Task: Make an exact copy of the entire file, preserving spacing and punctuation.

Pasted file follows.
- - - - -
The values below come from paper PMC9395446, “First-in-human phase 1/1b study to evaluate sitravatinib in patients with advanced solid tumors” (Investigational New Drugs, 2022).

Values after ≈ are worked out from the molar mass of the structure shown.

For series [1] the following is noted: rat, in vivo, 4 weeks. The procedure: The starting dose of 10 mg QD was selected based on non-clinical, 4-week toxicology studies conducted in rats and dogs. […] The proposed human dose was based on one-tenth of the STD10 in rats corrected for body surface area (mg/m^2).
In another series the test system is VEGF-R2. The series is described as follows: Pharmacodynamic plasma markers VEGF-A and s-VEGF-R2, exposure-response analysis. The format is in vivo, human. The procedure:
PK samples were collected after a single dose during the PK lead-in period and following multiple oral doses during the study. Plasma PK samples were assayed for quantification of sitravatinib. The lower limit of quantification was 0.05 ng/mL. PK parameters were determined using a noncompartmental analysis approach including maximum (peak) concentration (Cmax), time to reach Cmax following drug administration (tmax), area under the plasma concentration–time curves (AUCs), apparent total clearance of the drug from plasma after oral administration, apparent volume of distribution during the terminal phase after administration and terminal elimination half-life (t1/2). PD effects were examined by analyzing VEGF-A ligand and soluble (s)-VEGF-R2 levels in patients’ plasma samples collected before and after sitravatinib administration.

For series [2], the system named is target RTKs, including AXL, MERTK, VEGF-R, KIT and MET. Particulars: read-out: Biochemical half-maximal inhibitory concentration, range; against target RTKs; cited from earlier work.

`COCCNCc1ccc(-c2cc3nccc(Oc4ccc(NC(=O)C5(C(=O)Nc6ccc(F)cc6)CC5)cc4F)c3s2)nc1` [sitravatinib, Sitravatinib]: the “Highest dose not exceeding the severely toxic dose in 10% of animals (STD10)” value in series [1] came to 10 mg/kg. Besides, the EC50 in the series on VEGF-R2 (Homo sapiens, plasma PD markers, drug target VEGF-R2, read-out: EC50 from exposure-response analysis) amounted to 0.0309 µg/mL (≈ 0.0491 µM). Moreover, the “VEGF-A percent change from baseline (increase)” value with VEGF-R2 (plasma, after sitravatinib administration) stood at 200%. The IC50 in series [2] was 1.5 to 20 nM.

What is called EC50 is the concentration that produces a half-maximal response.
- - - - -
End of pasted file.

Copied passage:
The values below come from paper PMC9395446, “First-in-human phase 1/1b study to evaluate sitravatinib in patients with advanced solid tumors” (Investigational New Drugs, 2022).

Values after ≈ are worked out from the molar mass of the structure shown.

For series [1] the following is noted: rat, in vivo, 4 weeks. The procedure: The starting dose of 10 mg QD was selected based on non-clinical, 4-week toxicology studies conducted in rats and dogs. […] The proposed human dose was based on one-tenth of the STD10 in rats corrected for body surface area (mg/m^2).
In another series the test system is VEGF-R2. The series is described as follows: Pharmacodynamic plasma markers VEGF-A and s-VEGF-R2, exposure-response analysis. The format is in vivo, human. The procedure:
PK samples were collected after a single dose during the PK lead-in period and following multiple oral doses during the study. Plasma PK samples were assayed for quantification of sitravatinib. The lower limit of quantification was 0.05 ng/mL. PK parameters were determined using a noncompartmental analysis approach including maximum (peak) concentration (Cmax), time to reach Cmax following drug administration (tmax), area under the plasma concentration–time curves (AUCs), apparent total clearance of the drug from plasma after oral administration, apparent volume of distribution during the terminal phase after administration and terminal elimination half-life (t1/2). PD effects were examined by analyzing VEGF-A ligand and soluble (s)-VEGF-R2 levels in patients’ plasma samples collected before and after sitravatinib administration.

For series [2], the system named is target RTKs, including AXL, MERTK, VEGF-R, KIT and MET. Particulars: read-out: Biochemical half-maximal inhibitory concentration, range; against target RTKs; cited from earlier work.

`COCCNCc1ccc(-c2cc3nccc(Oc4ccc(NC(=O)C5(C(=O)Nc6ccc(F)cc6)CC5)cc4F)c3s2)nc1` [sitravatinib, Sitravatinib]: the “Highest dose not exceeding the severely toxic dose in 10% of animals (STD10)” value in series [1] came to 10 mg/kg. Besides, the EC50 in the series on VEGF-R2 (Homo sapiens, plasma PD markers, drug target VEGF-R2, read-out: EC50 from exposure-response analysis) amounted to 0.0309 µg/mL (≈ 0.0491 µM). Moreover, the “VEGF-A percent change from baseline (increase)” value with VEGF-R2 (plasma, after sitravatinib administration) stood at 200%. The IC50 in series [2] was 1.5 to 20 nM.

What is called EC50 is the concentration that produces a half-maximal response.